Its service supports effective team collaboration hence our services are widely used from large-scaled teams like multinational enterprises to small-scaled teams like volunteer groups, clubs even families. “kintone” is one of the Cybozu’s key products released in 2011.
It is called "no-code application platform" which makes work more productive through business applications. It is recognized as one of the leading vendors in” Gartner 2016 Enterprise application Platform as a Service (aPaaS), Worldwide Magic Quadrant”.

Cybozu has been focusing on security enhancement. It has started "bug bounty project" in 2013 to find any vulnerabilities which may exist in its product in order to provide its customers with the most secure service possible.
For more information about Cybozu, please visit

Want your name here? Find out how by visiting our Corporate Member information page, or contact Kelly Santalucia today!  Thank you to all of our Premier and Contributor Corporate Members for your support in 2016!

Monday, January 9, 2017

OWASP Project Graduation Update

Congratulations to Project Leaders below on moving your project forward to the next level!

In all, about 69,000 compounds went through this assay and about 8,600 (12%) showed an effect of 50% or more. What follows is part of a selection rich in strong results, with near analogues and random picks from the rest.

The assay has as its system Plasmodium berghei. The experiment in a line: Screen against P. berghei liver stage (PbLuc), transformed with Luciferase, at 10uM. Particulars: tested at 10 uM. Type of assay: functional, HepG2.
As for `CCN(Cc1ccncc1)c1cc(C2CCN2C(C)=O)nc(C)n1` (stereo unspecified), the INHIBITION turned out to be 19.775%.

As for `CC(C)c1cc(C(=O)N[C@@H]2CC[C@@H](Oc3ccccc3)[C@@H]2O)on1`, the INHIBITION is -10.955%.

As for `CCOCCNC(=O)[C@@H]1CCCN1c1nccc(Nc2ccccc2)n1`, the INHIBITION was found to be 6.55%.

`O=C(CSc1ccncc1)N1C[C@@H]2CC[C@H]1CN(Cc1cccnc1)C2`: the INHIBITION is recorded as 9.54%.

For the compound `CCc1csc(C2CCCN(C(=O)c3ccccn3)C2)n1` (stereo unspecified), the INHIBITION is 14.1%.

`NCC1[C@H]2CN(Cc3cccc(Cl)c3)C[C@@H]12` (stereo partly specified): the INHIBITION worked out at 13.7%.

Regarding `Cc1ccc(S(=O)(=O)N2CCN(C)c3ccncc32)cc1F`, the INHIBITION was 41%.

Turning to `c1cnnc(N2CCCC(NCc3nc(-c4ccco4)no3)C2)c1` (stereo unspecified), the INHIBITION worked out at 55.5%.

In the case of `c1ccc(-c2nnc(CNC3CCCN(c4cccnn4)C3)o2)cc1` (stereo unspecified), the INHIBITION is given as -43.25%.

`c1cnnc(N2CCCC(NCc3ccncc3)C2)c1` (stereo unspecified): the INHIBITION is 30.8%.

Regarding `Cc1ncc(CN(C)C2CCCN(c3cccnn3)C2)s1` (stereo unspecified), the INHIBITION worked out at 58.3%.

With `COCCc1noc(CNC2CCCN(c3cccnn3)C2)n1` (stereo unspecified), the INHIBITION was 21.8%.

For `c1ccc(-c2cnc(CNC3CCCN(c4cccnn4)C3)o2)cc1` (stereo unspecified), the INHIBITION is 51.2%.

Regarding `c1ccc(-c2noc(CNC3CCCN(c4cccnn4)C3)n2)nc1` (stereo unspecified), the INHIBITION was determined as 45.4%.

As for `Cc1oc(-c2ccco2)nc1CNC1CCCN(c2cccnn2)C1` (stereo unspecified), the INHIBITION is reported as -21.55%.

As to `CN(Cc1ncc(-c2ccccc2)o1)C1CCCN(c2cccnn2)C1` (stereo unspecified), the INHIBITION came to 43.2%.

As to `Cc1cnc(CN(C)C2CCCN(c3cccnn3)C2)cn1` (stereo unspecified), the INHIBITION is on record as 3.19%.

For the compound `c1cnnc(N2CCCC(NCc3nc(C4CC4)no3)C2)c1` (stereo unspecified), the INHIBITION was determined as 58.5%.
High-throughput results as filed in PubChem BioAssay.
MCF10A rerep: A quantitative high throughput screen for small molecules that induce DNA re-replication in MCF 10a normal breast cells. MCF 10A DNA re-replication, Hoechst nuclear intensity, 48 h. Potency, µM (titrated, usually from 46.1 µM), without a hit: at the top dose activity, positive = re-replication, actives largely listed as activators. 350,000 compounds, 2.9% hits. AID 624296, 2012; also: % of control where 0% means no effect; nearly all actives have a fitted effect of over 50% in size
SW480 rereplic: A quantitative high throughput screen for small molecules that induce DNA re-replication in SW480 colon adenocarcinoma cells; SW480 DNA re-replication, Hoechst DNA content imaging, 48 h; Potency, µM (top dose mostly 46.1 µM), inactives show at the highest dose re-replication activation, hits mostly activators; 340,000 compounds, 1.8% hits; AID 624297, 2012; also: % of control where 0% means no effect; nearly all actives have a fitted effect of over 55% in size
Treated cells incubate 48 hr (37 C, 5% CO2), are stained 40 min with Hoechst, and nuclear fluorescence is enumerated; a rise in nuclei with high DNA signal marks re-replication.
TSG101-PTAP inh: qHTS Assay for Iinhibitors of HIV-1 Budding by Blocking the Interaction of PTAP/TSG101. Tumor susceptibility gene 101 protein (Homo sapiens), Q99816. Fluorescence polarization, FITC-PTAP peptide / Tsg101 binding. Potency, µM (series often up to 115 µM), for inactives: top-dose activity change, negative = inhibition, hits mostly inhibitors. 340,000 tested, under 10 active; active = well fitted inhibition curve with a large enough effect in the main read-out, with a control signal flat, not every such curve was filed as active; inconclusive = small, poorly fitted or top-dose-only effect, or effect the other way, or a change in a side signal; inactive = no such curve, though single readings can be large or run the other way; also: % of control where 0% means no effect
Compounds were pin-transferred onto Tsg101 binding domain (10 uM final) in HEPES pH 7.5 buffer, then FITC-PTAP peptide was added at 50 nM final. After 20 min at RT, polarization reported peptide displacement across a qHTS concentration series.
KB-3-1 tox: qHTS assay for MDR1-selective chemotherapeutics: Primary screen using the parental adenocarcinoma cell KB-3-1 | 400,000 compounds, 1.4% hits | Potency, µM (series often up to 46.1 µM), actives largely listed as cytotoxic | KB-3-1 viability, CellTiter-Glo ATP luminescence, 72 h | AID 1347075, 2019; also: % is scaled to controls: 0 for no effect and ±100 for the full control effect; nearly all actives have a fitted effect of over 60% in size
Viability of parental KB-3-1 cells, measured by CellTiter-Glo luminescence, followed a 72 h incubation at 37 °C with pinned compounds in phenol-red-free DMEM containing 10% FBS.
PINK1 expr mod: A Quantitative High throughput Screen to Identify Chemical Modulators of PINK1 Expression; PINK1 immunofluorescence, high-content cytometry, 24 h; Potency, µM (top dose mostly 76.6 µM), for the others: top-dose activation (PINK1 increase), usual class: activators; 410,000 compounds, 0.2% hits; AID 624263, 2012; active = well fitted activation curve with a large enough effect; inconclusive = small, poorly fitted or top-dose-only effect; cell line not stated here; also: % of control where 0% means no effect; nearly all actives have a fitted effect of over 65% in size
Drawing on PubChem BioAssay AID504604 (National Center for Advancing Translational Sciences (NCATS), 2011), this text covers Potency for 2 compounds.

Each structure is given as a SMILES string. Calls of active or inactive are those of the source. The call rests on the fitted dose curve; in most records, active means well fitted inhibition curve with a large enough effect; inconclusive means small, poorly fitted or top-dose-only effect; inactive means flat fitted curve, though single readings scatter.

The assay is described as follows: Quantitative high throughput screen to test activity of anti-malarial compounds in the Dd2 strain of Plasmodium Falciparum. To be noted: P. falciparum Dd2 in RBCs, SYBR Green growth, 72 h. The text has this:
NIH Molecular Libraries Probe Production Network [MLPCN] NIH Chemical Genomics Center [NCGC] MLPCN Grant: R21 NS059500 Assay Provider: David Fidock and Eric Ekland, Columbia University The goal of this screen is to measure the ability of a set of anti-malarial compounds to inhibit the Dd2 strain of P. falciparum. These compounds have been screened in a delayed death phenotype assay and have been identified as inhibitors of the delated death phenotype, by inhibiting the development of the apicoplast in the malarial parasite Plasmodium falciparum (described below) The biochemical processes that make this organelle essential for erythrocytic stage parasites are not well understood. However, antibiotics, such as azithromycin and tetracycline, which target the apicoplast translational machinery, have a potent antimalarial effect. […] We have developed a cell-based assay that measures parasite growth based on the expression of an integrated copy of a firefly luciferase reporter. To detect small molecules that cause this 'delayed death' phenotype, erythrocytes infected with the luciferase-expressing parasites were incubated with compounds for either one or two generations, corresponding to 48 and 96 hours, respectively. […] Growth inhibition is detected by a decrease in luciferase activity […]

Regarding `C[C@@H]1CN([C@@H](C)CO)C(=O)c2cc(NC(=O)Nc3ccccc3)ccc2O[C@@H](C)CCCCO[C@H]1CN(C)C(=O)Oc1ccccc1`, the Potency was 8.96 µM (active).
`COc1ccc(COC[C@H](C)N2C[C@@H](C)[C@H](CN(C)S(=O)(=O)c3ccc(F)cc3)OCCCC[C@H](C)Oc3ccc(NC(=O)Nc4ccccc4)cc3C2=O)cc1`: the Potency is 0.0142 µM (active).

New Flagship Project:
Lab to Flagship Status
Project Name: OWASP Security Shepherd
Project Leader:  Mark Denihan
Project Web Page:

New Lab Projects:

Project Name: OWASP Seraphimdroid
Project Leaders: Nikola Milosevic, Kartik Kholi

Incubator to Lab Status Project Review Report
Project Name: OWASP Security Logging Project

Project Leader:  Sytze van Koningsveld


Friday, January 6, 2017

OWASP Operations Update for January 2017

Welcome to the first operations update for 2017.  We started monthly blogs about what's happening at the OWASP Foundation back in December.

Here's our major efforts and status of those in process starting with updates from last time:

The Website Reboot aka TWR - a major effort to update and modernize OWASP's web presence.  Since last month, we've

  • Made progress on Phase 1 - updating the wiki to 1.27.x
    • Got the wiki source and all extensions in Git repos
    • Started coding Ansible to automate our deploys and updates
    • Production roll-out - mid-January
  • Next up Phase 2 - Updating the look and feel of the OWASP Wiki
    • Blocked: waiting for the 2017 Budget to get approved by the OWASP Board
The OWASP Communications Plan - a staff-created plan to professionalize how OWASP interacts with its community and the world at large.  There’s a ton of moving parts to this effort but here’s what we focusing on currently: